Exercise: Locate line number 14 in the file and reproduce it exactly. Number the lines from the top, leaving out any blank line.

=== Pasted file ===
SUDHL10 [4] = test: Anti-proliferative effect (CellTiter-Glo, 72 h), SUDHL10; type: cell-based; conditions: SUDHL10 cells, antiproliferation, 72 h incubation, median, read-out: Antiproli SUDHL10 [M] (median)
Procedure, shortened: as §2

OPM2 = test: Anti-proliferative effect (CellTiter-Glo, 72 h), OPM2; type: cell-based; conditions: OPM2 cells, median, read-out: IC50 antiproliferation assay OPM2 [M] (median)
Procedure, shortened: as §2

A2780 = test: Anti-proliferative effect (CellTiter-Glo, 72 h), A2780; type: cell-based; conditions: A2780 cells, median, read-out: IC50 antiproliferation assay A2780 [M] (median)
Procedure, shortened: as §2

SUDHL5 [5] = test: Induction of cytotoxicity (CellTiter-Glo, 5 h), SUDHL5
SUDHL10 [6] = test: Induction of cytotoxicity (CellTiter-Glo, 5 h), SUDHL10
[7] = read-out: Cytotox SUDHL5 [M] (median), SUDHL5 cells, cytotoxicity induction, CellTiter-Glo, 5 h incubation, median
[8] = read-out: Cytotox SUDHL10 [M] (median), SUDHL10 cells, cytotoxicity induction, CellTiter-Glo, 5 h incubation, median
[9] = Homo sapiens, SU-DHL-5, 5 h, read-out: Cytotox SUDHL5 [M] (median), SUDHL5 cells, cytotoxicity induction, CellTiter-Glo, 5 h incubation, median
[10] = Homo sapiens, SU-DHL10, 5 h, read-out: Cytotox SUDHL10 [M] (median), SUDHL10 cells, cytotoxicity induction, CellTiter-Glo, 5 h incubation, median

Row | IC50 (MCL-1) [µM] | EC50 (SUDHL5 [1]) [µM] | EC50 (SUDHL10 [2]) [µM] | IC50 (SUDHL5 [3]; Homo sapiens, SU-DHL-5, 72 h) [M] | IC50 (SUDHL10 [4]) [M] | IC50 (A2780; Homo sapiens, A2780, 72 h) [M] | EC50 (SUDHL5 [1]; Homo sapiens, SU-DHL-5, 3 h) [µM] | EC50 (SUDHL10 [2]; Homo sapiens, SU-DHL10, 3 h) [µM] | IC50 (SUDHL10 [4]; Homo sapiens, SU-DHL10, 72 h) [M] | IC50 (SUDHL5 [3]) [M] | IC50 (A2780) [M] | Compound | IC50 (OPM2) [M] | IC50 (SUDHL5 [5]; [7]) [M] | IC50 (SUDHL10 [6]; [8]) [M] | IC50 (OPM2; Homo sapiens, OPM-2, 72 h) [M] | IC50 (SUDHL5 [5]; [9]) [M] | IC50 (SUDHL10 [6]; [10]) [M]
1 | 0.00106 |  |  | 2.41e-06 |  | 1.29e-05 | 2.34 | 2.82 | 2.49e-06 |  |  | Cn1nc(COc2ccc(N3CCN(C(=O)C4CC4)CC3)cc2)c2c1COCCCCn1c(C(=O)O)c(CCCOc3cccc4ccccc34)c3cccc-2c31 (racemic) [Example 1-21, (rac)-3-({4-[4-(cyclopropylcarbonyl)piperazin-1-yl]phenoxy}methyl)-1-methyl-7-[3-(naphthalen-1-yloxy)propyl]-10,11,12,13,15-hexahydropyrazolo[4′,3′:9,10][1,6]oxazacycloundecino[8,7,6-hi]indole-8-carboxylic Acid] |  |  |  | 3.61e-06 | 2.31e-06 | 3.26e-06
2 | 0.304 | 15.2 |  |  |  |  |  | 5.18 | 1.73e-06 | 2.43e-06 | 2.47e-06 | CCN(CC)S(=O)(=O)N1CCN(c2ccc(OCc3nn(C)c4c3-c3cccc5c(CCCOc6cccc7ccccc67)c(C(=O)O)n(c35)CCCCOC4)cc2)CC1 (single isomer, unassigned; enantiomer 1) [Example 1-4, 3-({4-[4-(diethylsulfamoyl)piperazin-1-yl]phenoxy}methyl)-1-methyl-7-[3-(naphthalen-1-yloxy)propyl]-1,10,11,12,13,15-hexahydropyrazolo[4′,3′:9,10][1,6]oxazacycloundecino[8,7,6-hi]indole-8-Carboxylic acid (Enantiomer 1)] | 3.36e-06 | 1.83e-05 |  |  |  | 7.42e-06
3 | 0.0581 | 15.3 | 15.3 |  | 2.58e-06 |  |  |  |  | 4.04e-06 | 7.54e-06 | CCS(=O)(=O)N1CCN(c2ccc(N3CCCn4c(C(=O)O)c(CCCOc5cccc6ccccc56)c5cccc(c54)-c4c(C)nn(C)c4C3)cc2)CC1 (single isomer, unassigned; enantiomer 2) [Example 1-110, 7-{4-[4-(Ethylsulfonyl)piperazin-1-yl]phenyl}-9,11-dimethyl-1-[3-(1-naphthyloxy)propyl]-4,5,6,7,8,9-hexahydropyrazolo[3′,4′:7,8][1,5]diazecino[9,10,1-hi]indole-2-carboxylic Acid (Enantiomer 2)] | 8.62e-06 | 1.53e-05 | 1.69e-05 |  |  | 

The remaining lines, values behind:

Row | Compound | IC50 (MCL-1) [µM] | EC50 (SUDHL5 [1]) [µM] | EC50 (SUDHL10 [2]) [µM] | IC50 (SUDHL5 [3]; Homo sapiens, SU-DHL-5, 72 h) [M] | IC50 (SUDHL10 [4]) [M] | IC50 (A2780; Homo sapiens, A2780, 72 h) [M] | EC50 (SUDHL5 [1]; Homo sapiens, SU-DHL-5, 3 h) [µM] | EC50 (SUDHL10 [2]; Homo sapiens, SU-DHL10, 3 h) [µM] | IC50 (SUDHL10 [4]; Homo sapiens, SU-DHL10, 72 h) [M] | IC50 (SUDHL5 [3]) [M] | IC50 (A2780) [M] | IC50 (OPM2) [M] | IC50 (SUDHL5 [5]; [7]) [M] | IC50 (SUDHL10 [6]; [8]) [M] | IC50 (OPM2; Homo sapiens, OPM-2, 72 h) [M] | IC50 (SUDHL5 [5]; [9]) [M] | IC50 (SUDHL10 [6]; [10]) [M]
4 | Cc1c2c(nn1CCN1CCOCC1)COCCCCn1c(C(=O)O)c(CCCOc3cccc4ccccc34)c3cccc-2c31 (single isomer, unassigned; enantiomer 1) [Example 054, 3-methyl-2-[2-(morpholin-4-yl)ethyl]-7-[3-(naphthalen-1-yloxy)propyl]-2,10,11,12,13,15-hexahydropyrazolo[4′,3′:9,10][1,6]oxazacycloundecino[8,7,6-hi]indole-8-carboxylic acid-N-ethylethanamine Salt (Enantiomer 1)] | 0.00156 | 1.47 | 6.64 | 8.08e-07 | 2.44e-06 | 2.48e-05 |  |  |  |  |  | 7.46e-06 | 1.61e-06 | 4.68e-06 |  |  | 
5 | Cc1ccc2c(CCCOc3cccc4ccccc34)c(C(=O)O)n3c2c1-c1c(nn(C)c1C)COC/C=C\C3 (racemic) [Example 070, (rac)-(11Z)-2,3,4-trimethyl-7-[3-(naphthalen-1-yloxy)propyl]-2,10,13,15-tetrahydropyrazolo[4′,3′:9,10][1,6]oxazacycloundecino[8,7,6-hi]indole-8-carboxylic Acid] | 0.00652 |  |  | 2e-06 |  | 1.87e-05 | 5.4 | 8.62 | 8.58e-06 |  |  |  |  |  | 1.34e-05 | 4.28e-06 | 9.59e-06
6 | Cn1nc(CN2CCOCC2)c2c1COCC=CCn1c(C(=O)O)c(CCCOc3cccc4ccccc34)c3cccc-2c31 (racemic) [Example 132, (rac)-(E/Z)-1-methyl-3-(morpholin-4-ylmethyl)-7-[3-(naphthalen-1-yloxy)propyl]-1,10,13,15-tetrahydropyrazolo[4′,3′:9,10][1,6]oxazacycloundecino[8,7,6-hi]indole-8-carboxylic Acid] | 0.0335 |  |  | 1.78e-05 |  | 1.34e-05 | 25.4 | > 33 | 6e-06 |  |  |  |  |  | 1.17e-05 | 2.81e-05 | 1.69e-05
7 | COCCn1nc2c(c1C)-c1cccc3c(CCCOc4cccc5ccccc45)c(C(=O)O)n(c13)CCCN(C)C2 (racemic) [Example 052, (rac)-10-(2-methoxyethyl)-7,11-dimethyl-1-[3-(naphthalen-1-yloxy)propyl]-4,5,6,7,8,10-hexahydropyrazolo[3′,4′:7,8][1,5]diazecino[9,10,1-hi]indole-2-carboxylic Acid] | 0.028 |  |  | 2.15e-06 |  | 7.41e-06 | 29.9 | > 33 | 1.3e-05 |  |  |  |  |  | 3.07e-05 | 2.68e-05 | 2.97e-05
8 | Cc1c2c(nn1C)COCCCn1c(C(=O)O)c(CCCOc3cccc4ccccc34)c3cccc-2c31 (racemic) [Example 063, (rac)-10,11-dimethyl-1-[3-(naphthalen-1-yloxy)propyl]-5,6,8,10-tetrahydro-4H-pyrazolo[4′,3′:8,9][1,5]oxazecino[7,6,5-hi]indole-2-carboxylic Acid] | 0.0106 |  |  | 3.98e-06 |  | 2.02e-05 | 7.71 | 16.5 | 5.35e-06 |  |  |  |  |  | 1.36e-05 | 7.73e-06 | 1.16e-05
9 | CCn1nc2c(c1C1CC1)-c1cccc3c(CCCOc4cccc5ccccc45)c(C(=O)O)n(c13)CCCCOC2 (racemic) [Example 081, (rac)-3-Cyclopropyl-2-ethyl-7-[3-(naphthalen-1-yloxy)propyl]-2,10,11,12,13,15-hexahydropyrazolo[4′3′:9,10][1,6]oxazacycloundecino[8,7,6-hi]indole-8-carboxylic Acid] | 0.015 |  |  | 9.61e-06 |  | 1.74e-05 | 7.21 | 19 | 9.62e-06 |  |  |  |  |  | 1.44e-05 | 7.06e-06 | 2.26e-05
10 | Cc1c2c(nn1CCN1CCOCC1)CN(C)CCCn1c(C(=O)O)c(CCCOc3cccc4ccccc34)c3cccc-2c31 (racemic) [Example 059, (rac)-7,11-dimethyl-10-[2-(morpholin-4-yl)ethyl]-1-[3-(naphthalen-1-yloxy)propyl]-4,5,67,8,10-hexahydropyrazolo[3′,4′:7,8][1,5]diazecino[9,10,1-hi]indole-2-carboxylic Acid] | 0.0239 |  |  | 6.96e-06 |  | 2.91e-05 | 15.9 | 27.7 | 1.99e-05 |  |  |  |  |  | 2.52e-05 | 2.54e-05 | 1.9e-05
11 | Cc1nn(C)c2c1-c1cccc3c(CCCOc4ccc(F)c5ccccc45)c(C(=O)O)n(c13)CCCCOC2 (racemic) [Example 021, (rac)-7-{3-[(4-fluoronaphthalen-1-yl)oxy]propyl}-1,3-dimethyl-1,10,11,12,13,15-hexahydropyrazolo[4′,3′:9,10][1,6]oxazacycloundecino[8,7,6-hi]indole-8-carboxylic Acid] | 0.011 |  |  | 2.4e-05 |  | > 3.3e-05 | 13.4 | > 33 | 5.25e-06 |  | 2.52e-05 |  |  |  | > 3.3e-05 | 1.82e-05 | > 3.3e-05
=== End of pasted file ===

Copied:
1 | 0.00106 |  |  | 2.41e-06 |  | 1.29e-05 | 2.34 | 2.82 | 2.49e-06 |  |  | Cn1nc(COc2ccc(N3CCN(C(=O)C4CC4)CC3)cc2)c2c1COCCCCn1c(C(=O)O)c(CCCOc3cccc4ccccc34)c3cccc-2c31 (racemic) [Example 1-21, (rac)-3-({4-[4-(cyclopropylcarbonyl)piperazin-1-yl]phenoxy}methyl)-1-methyl-7-[3-(naphthalen-1-yloxy)propyl]-10,11,12,13,15-hexahydropyrazolo[4′,3′:9,10][1,6]oxazacycloundecino[8,7,6-hi]indole-8-carboxylic Acid] |  |  |  | 3.61e-06 | 2.31e-06 | 3.26e-06